The nose, made of FRP (fibre reinforced plastic) suffered an ugly rip-off as three-four buffaloes were run over between Vatva-Maninagar, near Ahmedabad, around 11.15 a.m., delaying the train by 10 minutes.

However, even on Friday, the train with the new nose on the way to Gujarat suffered another similar accident with the front portion suffering a dent near Anand.

After the accident on Thursday, the train travelled between the two cities without the frontal portion and was sent to the repair workshop on Friday.

“The nose cone cover of the train’s driver coach along with its mounting brackets was damaged in the cattle-hit incident…. The vital parts of the train remained unaffected. The damaged nose cone was replaced at Mumbai Central,” said Western Railway chief spokesperson Sumit Thakur.

He explained that the nose cover is designed to absorb the impact without transmitting the same to the functional parts of the train, so it is sacrificial by design and replaceable.

The damaged nose cone — of which the Western Railway has sufficient spares — was quickly replaced during the maintenance and the train deployed back into service without delays.

It departed from Mumbai Central for Gandhinagar but en route suffered another minor mishap which dented the newly-installed nose, which will be set right, said Thakur.

It may be recalled that the indigenously-designed and manufactured semi-high speed train was flagged off by Prime Minister Narendra Modi on September 30 and is the third service under the Vande Bharat series, with a capacity to attain up to 200 kmph speeds in future.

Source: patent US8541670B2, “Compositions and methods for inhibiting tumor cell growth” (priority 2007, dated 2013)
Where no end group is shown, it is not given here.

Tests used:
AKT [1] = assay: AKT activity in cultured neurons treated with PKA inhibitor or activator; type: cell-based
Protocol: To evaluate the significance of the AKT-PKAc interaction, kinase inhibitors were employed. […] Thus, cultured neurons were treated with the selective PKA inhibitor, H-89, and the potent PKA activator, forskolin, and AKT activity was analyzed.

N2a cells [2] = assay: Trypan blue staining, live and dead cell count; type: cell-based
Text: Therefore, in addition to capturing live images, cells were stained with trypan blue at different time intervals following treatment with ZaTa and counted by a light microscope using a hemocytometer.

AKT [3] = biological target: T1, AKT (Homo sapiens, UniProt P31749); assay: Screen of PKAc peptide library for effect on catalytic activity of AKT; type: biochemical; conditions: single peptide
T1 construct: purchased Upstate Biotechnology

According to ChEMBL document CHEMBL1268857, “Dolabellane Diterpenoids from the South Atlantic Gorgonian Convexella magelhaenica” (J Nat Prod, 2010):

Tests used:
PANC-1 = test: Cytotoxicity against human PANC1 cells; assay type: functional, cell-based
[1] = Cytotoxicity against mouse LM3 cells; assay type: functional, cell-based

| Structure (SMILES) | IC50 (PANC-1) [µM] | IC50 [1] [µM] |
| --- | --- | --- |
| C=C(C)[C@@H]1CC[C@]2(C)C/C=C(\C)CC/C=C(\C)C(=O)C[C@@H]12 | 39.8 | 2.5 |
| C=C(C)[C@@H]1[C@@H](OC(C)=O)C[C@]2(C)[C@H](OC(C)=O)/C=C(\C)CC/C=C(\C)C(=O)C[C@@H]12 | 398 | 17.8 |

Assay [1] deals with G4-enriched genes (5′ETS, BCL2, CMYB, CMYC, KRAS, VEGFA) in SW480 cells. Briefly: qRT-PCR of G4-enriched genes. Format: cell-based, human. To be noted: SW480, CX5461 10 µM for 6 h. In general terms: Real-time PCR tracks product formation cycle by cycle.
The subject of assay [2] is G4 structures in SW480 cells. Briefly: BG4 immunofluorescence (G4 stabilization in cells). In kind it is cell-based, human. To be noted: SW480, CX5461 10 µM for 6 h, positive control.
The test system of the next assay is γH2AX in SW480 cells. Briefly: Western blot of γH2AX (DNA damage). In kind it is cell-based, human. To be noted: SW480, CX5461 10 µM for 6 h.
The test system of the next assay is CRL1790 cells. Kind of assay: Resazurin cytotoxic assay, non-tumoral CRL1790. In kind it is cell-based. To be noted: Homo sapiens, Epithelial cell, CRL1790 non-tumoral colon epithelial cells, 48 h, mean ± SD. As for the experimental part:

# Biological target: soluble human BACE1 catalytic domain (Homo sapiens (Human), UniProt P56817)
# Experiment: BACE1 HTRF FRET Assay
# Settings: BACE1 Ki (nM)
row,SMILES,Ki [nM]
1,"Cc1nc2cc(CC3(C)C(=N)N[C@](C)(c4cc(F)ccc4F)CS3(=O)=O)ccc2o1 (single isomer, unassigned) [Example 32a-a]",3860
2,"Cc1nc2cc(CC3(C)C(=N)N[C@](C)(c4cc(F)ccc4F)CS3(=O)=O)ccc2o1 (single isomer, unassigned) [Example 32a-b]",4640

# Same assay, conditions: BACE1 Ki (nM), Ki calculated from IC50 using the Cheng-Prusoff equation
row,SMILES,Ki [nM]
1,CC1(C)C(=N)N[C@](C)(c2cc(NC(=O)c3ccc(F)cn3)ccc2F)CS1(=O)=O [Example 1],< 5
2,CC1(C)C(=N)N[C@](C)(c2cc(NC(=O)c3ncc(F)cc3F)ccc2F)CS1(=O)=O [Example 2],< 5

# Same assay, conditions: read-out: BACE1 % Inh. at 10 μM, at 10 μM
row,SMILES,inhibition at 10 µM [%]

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India logs 1,997 fresh Covid cases, 9 deaths




India reported 1,997 fresh Covid cases in the last 24 hours against 2,529 recorded earlier, said the Union Health Ministry on Friday.

In the same period, the country recorded nine Covid related deaths, taking the national toll to 5,28,754 as per the report.

Meanwhile, the active caseload presently stands at 30,362 cases, accounting for 0.07 per cent of the country’s total positive cases.

The recovery of 3,908 patients in the last 24 hours took the cumulative tally to 4,40,47,344. Consequently, India’s recovery rate stands at 98.75 per cent.

Meanwhile, India’s daily positivity rate has been reported to be 0.94 per cent, while the weekly positivity rate currently stands at 1.34 per cent.

Also in the same period, a total of 2,13,123 tests were conducted across the country, increasing the overall tally to over 89.64 crore.

As of Friday morning, India’s Covid-19 vaccination coverage exceeded 218.88 crore.

Over 4.10 crore adolescents have been administered with a first dose of Covid jab since the beginning of vaccination drive for this age bracket.

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New Room will be given for Surgarical Department: Sir JJ Hospital Mumbai